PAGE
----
Welcome to the vulkano book! This guide will cover the basics of Vulkan and vulkano, and will help you get started with interfacing with a GPU.
It will teach you the basics of graphics programming in the sense that you will know how to draw objects on the screen. However, this book doesn't cover actual graphics programming techniques, such as loading a 3D model or adding realistic lighting to a scene. At this point, the examples in the book are very basic, but we will be adding more comprehensive tutorials in the future.
We will assume that you are familiar with the Rust programming language. If you are not, you should definitely learn it first!
An excellent way to learn is to read examples. On top of this book, you should familiarize yourself with vulkano examples. To view the current release's examples you'll need to switch to a version tag. On the branch dropdown click the tags tab. There you'll find all released versions. Master branch will contain examples that are updated continuously to match changes that are unreleased. You should only use the master branch if you are using vulkano as a git dependency.
To contribute to this book, you can create a pull request at vulkano-book repository.
When you create a program (either in Rust or any other programming language) and run it, the program's instructions are executed by the CPU (Central Processing Unit).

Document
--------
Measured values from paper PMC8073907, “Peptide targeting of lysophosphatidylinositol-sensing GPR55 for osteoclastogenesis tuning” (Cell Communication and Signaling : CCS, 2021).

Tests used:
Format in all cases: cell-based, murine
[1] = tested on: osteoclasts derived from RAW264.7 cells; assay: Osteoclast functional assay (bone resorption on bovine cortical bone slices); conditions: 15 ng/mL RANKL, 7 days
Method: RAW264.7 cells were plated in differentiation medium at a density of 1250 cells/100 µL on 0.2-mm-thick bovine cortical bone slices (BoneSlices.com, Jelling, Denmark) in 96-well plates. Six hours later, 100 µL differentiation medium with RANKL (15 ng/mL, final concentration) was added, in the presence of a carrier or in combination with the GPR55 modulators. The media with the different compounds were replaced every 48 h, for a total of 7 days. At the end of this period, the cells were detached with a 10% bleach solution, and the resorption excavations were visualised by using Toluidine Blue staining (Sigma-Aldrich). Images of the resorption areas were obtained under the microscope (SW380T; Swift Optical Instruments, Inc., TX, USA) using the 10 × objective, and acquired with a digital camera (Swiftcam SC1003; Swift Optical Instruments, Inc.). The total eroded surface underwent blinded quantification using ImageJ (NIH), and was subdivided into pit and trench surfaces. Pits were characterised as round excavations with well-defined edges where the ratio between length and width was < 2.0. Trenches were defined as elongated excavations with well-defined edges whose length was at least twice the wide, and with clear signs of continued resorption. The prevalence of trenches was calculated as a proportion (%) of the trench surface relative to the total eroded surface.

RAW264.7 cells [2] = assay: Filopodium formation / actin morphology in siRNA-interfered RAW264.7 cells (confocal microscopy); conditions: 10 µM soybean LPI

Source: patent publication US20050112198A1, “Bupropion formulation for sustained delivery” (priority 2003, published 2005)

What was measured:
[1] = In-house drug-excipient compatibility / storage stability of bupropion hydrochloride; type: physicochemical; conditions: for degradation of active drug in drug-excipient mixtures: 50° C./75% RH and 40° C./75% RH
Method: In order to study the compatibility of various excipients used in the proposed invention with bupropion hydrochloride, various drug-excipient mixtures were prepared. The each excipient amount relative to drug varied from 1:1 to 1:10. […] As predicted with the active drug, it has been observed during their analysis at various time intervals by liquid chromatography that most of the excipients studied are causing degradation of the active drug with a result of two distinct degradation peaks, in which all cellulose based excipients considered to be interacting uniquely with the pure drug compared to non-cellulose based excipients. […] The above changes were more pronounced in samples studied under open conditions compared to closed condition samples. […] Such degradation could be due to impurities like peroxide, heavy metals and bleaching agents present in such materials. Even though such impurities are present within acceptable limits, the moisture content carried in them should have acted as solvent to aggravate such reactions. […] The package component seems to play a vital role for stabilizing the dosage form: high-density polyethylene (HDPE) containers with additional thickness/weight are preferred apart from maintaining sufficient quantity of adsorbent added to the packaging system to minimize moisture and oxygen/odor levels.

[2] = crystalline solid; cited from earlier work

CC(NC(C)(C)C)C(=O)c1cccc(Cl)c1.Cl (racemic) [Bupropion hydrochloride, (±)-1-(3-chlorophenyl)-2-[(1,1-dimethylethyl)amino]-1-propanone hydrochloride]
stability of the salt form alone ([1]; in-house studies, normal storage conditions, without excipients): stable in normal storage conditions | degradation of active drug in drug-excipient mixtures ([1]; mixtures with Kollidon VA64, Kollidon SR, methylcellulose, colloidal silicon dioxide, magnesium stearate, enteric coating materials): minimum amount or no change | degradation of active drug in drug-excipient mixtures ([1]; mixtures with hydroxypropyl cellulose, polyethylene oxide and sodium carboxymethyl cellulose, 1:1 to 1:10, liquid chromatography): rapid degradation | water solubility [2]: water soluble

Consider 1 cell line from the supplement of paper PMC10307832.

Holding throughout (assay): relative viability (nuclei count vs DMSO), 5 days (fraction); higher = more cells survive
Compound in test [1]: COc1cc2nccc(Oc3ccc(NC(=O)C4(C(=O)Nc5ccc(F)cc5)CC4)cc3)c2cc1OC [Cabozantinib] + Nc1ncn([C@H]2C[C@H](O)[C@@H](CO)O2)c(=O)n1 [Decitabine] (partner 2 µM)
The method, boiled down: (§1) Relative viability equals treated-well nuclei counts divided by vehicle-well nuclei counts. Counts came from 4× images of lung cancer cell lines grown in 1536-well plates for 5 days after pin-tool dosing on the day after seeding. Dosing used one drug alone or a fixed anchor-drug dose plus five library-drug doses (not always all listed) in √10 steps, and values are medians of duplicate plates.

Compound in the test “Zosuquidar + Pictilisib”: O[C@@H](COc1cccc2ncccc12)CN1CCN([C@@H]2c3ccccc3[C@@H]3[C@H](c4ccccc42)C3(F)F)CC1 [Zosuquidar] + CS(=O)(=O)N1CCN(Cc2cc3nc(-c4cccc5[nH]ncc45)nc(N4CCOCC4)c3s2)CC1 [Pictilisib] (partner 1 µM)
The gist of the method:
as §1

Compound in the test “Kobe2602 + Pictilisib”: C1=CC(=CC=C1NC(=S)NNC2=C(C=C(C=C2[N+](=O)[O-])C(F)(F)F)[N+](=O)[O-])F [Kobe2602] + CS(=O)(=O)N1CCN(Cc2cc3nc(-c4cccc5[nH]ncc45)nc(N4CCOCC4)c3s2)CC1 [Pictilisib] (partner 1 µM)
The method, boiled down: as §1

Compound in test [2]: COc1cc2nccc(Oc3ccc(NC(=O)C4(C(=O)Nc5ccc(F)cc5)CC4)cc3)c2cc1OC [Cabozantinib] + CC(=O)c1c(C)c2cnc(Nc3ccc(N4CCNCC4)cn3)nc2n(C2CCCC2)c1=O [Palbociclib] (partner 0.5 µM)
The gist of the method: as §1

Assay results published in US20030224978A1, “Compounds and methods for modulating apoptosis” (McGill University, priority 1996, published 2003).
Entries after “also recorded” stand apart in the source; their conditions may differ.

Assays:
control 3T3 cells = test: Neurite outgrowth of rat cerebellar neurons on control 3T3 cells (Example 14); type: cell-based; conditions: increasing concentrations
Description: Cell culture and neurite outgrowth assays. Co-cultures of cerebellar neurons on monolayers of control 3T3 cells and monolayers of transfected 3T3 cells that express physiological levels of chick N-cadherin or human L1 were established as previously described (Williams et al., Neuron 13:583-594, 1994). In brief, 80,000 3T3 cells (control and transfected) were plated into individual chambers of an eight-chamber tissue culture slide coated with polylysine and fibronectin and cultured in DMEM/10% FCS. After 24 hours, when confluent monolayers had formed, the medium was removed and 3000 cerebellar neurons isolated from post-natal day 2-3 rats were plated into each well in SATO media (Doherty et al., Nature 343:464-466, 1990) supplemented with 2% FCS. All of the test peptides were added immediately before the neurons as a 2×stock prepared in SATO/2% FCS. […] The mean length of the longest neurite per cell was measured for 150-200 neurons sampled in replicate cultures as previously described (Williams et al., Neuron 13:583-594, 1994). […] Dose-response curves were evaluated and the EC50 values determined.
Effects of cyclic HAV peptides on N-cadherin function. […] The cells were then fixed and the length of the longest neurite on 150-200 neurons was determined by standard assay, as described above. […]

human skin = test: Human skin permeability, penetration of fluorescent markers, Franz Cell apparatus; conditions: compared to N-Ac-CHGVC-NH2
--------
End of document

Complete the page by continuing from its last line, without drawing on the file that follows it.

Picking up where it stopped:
But some computers also usually have a video card plugged in them. This video card has its own microprocessor called the GPU (Graphics Processing Unit) or the graphics processor. It can be seen more or less as a secondary machine within your main machine. Your monitor is generally plugged in to your video card if you have one.
Vulkan is a standard API whose version 1.0 was released in 2016 that lets you interface with the video card and the GPU of the machine your program is running on. Vulkano is a Rust library on top of Vulkan that makes it much easier and safer to use. After you have learned to use Vulkan/vulkano, you will be able to ask your GPU to perform operations and either write the result into memory (which you can then read from your Rust program), or to write the result to your monitor for you to physically see.
You may first need to set up some external dependencies as documented in the vulkano readme to avoid build failures in the future.
To get started with vulkano, add it as a project dependency to your Cargo.toml:
vulkano = "0.34.0"
You may want to consider adding the following minimum optimization level to your
well. The purpose of this is to reduce performance artifacts resulting from the default debug
opt-level = 1
You are now ready to get started!